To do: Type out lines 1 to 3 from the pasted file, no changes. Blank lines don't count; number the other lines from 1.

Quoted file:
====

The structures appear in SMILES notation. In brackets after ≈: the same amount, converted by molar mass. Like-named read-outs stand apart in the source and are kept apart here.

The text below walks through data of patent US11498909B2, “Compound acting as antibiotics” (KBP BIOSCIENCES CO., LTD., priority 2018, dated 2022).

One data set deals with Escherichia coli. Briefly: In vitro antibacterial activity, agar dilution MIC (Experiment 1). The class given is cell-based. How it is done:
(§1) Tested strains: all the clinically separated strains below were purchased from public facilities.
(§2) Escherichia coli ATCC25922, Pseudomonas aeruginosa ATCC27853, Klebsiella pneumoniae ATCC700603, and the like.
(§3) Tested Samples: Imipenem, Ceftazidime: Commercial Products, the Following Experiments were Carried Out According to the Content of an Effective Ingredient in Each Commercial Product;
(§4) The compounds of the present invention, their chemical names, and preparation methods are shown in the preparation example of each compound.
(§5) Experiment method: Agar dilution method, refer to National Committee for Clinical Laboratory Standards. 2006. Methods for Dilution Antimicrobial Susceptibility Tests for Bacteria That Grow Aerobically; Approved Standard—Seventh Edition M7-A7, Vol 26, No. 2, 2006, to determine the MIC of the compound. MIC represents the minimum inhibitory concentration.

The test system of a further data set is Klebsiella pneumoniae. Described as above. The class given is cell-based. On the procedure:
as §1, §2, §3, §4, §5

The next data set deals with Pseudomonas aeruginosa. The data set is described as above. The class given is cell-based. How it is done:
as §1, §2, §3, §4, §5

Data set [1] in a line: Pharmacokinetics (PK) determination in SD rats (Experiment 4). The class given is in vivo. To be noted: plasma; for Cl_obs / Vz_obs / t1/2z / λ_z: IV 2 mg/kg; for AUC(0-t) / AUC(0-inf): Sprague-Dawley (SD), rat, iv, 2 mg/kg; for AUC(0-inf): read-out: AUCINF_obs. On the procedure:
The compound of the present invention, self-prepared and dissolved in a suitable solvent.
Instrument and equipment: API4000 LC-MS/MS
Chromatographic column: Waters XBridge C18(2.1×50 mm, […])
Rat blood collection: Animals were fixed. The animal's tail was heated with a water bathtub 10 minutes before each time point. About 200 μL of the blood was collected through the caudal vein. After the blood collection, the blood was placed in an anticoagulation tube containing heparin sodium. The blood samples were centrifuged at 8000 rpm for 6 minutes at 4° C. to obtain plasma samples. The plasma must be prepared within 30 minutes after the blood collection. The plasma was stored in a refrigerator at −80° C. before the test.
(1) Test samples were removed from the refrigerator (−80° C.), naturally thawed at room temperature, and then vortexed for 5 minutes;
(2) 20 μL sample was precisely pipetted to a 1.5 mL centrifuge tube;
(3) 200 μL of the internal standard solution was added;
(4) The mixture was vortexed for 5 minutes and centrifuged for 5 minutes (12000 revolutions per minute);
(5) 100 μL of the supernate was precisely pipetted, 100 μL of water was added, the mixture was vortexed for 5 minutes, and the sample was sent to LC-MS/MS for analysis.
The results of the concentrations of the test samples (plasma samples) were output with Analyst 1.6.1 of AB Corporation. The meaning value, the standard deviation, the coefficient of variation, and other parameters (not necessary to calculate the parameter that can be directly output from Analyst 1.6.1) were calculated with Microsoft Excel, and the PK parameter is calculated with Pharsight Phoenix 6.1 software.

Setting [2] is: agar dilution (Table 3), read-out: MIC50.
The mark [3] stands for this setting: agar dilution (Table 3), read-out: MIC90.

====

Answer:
The structures appear in SMILES notation. In brackets after ≈: the same amount, converted by molar mass. Like-named read-outs stand apart in the source and are kept apart here.

The text below walks through data of patent US11498909B2, “Compound acting as antibiotics” (KBP BIOSCIENCES CO., LTD., priority 2018, dated 2022).

One data set deals with Escherichia coli. Briefly: In vitro antibacterial activity, agar dilution MIC (Experiment 1). The class given is cell-based. How it is done: